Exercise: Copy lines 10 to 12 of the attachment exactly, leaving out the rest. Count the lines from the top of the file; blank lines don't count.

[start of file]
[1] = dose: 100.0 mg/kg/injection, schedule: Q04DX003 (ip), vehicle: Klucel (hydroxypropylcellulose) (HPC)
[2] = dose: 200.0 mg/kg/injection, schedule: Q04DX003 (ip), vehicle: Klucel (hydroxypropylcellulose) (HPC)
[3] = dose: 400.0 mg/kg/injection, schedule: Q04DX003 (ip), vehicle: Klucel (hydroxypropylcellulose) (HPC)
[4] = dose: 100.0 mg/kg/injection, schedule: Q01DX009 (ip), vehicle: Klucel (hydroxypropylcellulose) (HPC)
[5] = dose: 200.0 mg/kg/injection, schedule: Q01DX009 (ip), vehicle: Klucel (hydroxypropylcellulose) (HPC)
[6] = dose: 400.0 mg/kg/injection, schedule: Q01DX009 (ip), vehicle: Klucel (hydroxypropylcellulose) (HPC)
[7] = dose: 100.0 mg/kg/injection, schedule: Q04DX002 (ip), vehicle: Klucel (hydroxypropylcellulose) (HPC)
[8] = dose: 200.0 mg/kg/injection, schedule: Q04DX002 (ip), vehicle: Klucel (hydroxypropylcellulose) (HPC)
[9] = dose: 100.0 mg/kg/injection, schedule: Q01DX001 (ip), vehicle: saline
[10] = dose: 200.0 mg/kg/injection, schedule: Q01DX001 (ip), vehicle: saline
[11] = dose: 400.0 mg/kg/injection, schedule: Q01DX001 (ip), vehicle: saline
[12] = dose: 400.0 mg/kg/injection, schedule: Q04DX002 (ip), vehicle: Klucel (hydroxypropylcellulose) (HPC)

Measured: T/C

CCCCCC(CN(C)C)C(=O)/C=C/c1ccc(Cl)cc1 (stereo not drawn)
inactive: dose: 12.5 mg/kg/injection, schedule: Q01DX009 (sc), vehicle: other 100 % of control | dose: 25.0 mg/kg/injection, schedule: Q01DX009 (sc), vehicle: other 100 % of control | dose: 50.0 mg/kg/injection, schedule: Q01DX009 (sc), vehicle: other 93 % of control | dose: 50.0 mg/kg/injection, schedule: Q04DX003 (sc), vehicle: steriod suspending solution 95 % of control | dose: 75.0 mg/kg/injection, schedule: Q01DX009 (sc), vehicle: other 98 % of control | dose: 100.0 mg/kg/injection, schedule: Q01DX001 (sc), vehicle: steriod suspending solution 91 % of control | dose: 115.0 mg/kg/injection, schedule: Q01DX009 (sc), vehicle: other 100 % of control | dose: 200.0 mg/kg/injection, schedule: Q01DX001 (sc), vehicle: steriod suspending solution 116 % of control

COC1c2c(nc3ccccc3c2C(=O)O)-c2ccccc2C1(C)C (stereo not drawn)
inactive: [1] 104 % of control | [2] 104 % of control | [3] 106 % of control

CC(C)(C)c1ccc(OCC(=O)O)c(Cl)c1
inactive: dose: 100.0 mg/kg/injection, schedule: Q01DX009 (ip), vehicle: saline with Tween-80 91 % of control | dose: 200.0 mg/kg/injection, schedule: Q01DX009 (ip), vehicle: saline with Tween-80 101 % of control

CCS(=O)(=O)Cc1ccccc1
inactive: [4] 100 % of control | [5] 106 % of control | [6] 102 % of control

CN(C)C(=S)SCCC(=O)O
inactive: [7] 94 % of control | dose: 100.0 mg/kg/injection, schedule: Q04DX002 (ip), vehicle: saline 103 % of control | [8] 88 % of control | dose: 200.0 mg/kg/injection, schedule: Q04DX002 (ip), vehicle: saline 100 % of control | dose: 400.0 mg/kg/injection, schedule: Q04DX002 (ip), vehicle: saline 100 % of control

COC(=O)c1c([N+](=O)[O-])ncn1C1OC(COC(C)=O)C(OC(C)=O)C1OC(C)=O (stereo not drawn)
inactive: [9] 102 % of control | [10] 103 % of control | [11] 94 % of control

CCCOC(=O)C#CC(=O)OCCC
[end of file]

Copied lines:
[10] = dose: 200.0 mg/kg/injection, schedule: Q01DX001 (ip), vehicle: saline
[11] = dose: 400.0 mg/kg/injection, schedule: Q01DX001 (ip), vehicle: saline
[12] = dose: 400.0 mg/kg/injection, schedule: Q04DX002 (ip), vehicle: Klucel (hydroxypropylcellulose) (HPC)